Concert Review: Opeth at the Palladium in Worcester, MA
September 19, 2011
Reviewed by: Brian Cross
Opeth’s world tour in support of their new record Heritage kicked off at the Palladium in Worcester, MA, on September 19, 2011. Heritage‘s official US release wasn’t until the next day, but that didn’t stop the veteran progressive metal band from playing new and old tracks to a massive audience. Many of the songs on this tour are ones that Opeth has never played live, and since this was the first night of the tour, it was a serious milestone for the Swedish band and their fans.
But first things first. Starting the evening off right was Katatonia, fellow metal purveyors from Sweden. Most of their set was culled from their most recent records, The Great Cold Distance and Night is the New Day. Considering that those are arguably their strongest works, it was a fine choice. Fans hoping for some old-school Katatonia death/doom metal would’ve been disappointed, but if the crowd’s incredibly positive reaction was any indication, any haters were absent. Standout tracks like “Forsaker,” “Leaders,” and “My Twin” reverberated throughout the venue with their unique mix of doom and alternative hard rock. Katatonia’s live show was a tad reliant on prerecorded electronic drum effects, but their energetic performance helped one gloss over such shortcomings.
After a half-hour stage change, the Palladium was full to the brim just in time for Opeth to make their appearance. Heritage represents a bit of a shift for the band; for only the second time in their history, there are no death vocals on the album. As such, the live set for this tour also ditches the extreme growling in favor of clean singing, but fortunately, frontman Mikael Åkerfeldt is skilled in both styles. Opening with the twin attack of “The Devil’s Orchard” and “I Feel the Dark,” Heritage tracks dominated the set. Classic songs from the past made the cut, though, so longtime fans wouldn’t be left out.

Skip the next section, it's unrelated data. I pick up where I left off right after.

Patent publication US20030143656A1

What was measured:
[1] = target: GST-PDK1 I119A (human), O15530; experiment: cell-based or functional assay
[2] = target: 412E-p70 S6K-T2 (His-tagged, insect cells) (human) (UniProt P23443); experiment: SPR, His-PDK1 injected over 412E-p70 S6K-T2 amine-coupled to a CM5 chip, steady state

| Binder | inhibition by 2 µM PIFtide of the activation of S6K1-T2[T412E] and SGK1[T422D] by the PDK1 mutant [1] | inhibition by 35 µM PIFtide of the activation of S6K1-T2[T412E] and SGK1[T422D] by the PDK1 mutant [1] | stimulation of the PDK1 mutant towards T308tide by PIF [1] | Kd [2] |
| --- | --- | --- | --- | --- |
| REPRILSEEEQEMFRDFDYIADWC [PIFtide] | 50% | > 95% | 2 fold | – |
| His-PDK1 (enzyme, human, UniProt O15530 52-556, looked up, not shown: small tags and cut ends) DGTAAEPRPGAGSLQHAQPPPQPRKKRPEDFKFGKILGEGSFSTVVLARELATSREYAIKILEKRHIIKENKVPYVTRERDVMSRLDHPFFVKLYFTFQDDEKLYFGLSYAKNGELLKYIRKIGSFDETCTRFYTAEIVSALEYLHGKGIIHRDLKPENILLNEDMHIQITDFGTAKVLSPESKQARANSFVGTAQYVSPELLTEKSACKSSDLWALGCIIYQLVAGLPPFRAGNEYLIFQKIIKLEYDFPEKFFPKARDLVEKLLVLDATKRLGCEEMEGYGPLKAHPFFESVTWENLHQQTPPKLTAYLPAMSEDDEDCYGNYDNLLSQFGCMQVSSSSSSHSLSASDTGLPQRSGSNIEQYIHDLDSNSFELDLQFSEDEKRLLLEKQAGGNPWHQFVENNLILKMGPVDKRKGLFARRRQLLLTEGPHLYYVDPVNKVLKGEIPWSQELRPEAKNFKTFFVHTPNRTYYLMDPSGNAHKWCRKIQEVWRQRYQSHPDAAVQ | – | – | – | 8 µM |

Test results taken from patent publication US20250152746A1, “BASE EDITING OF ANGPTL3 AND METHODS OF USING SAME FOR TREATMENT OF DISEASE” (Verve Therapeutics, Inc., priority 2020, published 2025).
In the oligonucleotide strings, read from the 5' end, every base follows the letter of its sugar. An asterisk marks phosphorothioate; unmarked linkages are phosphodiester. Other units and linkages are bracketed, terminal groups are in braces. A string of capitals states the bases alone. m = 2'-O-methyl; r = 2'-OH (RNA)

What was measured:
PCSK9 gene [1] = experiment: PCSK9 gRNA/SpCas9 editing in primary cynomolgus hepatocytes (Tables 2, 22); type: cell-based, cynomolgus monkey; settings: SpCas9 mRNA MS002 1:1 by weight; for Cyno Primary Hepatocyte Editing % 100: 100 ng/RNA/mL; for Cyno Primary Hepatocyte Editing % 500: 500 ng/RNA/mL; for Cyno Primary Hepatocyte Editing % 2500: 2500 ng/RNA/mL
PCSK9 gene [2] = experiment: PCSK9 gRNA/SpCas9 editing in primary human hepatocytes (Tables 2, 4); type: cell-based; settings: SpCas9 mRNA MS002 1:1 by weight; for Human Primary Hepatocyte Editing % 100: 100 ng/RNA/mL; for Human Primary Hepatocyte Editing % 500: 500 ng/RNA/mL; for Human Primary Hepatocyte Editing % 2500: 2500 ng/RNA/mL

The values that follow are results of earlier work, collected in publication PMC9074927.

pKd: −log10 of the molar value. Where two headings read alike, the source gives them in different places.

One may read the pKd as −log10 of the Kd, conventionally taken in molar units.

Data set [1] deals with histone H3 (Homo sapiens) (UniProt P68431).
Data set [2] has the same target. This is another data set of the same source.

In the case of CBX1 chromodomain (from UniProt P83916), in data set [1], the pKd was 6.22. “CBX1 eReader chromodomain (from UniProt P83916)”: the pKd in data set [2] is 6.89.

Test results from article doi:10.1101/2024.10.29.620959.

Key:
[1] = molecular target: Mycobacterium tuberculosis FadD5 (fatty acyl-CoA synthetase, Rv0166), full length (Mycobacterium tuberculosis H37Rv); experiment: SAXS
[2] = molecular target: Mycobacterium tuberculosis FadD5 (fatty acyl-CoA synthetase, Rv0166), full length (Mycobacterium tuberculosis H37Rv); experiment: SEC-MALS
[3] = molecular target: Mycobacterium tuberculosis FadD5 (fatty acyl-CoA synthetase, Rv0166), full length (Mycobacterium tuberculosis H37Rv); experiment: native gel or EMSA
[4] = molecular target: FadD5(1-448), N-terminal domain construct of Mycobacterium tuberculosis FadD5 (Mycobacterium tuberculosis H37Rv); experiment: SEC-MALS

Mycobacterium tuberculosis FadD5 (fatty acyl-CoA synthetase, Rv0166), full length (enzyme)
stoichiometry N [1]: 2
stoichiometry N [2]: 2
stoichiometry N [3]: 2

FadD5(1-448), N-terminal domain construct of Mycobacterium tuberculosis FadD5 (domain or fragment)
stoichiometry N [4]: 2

I mentioned earlier that the Heritage tour features a lot of songs Opeth has never performed live. Aside from the obvious new material like “Nepenthe” and “Slither,” surprises included “Porcelain Heart” off of Watershed; that song was a single, yet Opeth had never performed it on stage. The set also showcased more obscure fare like “The Throat of Winter” and “Patterns in the Ivy II.” Both of those were non-album tracks, but sounded great in a live setting. For those songs and a few others, Åkerfeldt and fellow guitarist Fredrik Åkesson ditched their electric axes in favor of acoustic guitars, sitting in folding chairs and giving the performance a much more intimate feel despite the large size of the Palladium.
The music was broken up by Åkerfeldt’s witty banter as instruments and such were swapped out between songs. He even played a few bars of Tom Petty’s “Free Fallin’” during an acoustic switch, sparking roars of laughter from the audience. Speaking of hilarity, nothing was more amusing (or sad) than watching kids mosh to slow Opeth songs. Most of the moshing was due to the inexplicable presence of hardcore dancers, but it seems like the pit was there just because that’s the only way they knew how to behave at a metal show. Weird.
But I digress; let’s get back to the incredible musicianship that was on display. New keyboardist Joakim Svalberg was more than up to the task of playing the complex arrangements Opeth is known for, and each song was punctuated by some impressive jazz fills courtesy of drummer Martin Axenrot. His solo in the middle of “Porcelain Heart” was brief yet stunning. With Martin Mendez’ expert bass lines grounding the entire thing, Opeth’s performance was nothing short of stellar. Their set concluded with “Hex Omega” and yet another new song off of Heritage, “Folklore,” as an encore.
Despite the eye-searing brightness of people’s cellphones and the annoying punk girl behind me who shrilled through half of Opeth’s set, the Heritage tour was a resounding success on its opening night. It’s not a show to be missed for anyone who calls themselves a progressive rock or metal fan.